This blog series isn't finished, but we already talked about the most important informations about Logging in OSGI Enterprise Applications. Of course I'll continue this series next months because there are some more aspects to look at in detail. But expect next blog entries in a time-frame of 2-3 weeks for each.

Blog Series "Logging in OSGI Enterprise Applications":

Perhaps some of my older blogs about Logging und OSGI are also interesting:

New blog series coming soon

Now I'll also starting a new  blog series :

HowTo build an Equinox-Riena-EasyBeans-OSGI-Server“. 

After working through that blog series you'll get a complete server as Open Source (EPL) to try it out by yourself. This server of course also contains all of the logging aspects I talked about.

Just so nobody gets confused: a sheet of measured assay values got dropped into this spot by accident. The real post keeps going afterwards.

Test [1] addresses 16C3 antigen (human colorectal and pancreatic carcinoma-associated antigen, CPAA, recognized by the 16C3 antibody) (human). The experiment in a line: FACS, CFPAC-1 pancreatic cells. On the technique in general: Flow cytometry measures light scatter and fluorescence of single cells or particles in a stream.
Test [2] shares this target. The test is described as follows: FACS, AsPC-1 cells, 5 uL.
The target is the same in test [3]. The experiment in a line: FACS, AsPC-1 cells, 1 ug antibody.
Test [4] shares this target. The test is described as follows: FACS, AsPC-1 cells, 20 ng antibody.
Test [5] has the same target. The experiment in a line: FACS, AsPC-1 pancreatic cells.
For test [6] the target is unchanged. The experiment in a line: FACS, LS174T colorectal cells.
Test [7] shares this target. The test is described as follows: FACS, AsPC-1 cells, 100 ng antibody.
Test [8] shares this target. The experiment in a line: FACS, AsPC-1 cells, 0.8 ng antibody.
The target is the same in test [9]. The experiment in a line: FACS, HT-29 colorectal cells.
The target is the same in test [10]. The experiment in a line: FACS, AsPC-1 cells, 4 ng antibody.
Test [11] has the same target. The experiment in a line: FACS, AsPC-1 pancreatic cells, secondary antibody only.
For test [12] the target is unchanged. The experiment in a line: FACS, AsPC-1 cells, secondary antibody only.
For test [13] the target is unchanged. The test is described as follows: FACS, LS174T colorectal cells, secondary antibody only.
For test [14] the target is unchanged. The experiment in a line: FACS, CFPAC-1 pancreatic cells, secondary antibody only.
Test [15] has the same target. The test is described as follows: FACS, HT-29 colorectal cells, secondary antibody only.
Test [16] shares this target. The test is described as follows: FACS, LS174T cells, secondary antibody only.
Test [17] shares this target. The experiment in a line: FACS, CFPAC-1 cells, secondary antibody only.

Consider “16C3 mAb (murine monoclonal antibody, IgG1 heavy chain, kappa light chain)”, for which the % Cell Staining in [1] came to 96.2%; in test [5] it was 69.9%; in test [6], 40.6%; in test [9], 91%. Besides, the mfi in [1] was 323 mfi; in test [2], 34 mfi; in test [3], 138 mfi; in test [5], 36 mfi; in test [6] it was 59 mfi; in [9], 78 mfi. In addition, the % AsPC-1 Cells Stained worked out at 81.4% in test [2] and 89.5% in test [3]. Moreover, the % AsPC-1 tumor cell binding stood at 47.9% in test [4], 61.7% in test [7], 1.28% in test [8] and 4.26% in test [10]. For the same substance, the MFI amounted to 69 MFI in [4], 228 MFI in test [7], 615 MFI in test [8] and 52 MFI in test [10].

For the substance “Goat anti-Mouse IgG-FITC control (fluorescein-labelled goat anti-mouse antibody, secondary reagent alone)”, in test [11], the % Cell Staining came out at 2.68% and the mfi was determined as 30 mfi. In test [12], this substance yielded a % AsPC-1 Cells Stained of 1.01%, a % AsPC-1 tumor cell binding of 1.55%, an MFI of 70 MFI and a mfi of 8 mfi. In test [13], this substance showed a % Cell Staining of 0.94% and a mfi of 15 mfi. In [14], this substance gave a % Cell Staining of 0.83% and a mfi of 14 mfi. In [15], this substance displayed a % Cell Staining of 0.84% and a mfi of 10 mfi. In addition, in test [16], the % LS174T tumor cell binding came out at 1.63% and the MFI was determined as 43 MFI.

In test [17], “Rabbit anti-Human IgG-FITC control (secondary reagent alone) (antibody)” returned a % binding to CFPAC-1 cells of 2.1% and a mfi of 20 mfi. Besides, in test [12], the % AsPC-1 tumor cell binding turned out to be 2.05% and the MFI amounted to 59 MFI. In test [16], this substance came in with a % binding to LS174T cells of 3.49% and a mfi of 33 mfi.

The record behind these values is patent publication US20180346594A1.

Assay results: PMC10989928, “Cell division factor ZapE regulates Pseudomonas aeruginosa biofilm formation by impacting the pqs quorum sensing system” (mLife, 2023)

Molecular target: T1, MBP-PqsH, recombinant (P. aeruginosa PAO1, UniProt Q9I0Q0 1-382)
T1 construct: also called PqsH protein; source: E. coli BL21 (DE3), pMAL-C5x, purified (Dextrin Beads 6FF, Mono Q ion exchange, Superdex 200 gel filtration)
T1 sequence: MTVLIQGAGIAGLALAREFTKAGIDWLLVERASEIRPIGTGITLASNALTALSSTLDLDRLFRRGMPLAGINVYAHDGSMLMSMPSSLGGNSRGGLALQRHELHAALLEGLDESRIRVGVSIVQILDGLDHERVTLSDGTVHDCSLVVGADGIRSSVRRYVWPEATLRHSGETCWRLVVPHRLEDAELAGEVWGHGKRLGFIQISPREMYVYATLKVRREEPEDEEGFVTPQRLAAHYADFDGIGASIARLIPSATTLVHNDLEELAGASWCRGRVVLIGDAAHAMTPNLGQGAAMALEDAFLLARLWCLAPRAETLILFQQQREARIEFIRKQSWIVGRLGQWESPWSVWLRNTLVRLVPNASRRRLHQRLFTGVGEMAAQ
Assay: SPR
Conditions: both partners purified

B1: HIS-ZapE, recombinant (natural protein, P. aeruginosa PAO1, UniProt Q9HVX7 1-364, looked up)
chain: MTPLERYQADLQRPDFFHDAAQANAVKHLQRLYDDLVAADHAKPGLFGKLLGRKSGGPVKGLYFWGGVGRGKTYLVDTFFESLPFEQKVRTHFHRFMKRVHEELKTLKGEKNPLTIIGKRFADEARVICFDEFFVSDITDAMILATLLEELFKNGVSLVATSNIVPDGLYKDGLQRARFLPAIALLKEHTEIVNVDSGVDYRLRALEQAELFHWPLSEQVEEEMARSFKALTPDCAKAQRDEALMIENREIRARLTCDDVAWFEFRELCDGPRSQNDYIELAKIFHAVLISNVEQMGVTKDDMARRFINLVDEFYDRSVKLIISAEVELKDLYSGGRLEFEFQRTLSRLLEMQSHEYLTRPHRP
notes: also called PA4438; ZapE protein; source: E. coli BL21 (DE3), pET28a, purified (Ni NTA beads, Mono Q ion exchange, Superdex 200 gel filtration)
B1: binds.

this blog in german

Monday, October 20, 2008

Logging in OSGI Enterprise Applications, Part 4

Part 4 will demonstrate how to start the logging - framework and all the bridges inside an OSGI Enterprise Application.

To remember: At the end of the last (third) part of my blog - series "Logging in OSGI Enterprise Applications" we were able to log all events from „classic“ log-frameworks, OSGI LogServices, BundleEvents and FrameworkEvents using a SLF4J Log - implementation (LOGBack):

If we want to use it all inside a complex OSGI Enterprise Application its important to start the bundles using the right start-level. We also have to decide which bundles can be auto-started from the framework and which not. 

As an example I'll use again my OSGI - Equinox - Riena - EasyBeans - Hibernate - Server. I'll talk in detail about this server later in one of the follow-ups.

From OSGI Launch Configuration:

Default Start - Level is set to 3. 
Our osgi-over-slf4j - Bundle must be started before (Start-Level = 2) and the EasyBeans - Agent - Bundle later (Start-Level = 4)

We also have to watch that some bundles cannot be started with Auto-Start = true ! These bundles will be started under control from EasyBeans Agent bundle.

What happens now starting the OSGI server application ?

  1. The OSGI - Framework Equinox will be started